What Causes Tinnitus? Explained by an Ear Specialist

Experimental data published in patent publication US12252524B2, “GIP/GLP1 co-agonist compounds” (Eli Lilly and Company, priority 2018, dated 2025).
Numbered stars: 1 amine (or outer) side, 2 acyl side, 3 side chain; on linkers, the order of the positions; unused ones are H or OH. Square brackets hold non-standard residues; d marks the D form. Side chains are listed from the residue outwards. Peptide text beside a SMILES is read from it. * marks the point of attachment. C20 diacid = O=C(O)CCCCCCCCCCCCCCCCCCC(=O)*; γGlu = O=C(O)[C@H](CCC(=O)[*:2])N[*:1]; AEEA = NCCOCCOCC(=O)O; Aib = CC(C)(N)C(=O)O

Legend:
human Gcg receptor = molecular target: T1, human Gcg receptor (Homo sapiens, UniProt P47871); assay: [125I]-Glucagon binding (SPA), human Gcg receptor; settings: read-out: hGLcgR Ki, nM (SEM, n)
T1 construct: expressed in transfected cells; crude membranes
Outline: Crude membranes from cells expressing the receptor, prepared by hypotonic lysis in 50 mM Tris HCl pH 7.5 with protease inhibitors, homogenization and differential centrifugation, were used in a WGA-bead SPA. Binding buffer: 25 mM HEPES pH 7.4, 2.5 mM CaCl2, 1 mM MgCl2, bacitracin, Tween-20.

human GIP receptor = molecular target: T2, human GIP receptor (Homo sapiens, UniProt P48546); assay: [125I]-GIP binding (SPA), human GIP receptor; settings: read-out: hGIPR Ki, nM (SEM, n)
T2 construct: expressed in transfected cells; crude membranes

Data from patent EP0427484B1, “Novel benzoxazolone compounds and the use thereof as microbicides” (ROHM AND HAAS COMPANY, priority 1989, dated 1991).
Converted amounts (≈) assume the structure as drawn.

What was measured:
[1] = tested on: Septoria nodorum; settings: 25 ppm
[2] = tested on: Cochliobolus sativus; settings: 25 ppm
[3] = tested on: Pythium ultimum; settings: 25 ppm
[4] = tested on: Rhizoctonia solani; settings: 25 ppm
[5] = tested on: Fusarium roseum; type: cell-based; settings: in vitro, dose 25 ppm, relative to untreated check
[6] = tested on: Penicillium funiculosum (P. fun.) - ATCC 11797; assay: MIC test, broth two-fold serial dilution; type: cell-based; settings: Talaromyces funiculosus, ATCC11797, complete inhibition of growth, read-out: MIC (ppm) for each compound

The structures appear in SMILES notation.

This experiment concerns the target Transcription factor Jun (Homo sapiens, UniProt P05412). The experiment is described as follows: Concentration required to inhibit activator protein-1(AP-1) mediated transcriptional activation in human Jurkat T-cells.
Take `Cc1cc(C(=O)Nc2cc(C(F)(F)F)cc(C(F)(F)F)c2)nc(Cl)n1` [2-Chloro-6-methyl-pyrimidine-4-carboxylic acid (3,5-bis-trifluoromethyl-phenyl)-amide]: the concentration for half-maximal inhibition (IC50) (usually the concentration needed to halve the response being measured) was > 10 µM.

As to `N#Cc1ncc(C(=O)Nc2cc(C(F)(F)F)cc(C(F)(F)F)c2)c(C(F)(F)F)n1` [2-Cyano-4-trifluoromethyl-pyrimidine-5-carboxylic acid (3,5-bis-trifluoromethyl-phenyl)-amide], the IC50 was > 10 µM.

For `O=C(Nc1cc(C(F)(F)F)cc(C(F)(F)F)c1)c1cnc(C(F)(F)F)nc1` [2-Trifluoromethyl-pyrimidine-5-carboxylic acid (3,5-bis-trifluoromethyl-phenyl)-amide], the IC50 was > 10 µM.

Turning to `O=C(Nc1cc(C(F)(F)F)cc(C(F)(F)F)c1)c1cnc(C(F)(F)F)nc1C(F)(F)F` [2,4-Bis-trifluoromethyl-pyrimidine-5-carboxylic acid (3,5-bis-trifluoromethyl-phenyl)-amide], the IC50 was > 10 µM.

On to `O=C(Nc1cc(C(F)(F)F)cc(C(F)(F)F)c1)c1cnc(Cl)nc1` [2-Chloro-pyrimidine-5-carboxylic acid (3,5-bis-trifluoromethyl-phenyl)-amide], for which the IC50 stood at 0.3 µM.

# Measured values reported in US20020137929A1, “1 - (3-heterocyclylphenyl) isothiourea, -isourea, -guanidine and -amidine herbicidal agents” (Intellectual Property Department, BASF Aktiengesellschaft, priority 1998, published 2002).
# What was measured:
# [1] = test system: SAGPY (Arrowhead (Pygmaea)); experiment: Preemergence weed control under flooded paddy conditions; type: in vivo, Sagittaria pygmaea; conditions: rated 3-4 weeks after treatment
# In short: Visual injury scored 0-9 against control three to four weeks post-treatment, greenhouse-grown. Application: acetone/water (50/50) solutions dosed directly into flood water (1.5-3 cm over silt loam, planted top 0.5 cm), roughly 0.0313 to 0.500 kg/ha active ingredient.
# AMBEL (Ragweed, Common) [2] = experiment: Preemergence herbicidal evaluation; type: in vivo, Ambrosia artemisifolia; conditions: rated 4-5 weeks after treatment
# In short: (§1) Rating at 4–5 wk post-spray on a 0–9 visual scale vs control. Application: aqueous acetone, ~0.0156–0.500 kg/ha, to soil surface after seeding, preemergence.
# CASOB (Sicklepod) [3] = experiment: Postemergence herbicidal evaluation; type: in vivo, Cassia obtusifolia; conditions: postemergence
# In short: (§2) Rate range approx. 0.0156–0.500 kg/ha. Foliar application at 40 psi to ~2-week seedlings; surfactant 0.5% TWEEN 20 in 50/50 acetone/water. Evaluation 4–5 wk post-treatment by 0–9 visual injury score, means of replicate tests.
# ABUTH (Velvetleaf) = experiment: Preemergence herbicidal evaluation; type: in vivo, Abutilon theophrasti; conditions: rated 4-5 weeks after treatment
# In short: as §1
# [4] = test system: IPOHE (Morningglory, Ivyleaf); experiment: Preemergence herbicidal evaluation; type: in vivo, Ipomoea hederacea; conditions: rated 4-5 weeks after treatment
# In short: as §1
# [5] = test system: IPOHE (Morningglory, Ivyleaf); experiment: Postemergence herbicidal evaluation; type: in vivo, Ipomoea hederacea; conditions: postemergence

tinnitus is caused by abnormal activity in the brain in the areas that do the function of hearing it's caused primarily by hearing loss so when you have hearing loss you lose some cells in the inner ear to do the function of hearings however the cells in the brain that do the function of hearing don't die and those cells have to find new things to do those cells will start creating new communication in connections with other cells around them and that creates an activity in those cells it creates an electrical activity which is how brain cells communicate and that activity is picked up by the rest of the brain is interpreted as sound so the brain says there's something going on in the hearing part that must mean there's some sound around so you perceive it as a ringing or a mix-up the other part of what causes a that lieutenant is to persist is or what makes the brain pay more attention to this sound is hormonal changes that occur in the brain and those are usually related to one of three things which are anxiety stress or depression the hormonal changes that occur in as a result of those three conditions is what leads to the brain becoming a lot more aware of every signal that's around it and then it starts picking up that salad and then focuses on that self and that focusing of the sound causes persistence of the lane

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